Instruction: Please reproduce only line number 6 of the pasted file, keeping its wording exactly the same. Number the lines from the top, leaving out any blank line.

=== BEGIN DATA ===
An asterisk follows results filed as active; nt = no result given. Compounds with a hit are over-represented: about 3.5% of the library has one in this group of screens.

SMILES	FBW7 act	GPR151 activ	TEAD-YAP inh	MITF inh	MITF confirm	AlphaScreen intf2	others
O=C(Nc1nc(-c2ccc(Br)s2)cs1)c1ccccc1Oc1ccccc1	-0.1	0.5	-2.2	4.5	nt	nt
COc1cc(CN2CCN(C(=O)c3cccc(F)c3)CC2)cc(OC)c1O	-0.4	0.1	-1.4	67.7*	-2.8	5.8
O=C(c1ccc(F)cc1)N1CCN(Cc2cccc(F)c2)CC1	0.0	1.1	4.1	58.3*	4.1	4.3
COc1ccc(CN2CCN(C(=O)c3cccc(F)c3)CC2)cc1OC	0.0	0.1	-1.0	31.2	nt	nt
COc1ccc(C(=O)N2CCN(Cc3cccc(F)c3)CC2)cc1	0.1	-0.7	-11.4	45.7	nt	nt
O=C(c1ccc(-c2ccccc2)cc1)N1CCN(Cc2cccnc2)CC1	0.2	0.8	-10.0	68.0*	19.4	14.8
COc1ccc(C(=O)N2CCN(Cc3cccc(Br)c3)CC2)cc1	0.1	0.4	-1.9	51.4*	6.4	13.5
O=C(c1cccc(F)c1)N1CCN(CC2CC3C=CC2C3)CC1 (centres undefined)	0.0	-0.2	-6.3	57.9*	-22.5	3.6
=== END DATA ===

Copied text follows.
COc1ccc(CN2CCN(C(=O)c3cccc(F)c3)CC2)cc1OC	0.0	0.1	-1.0	31.2	nt	nt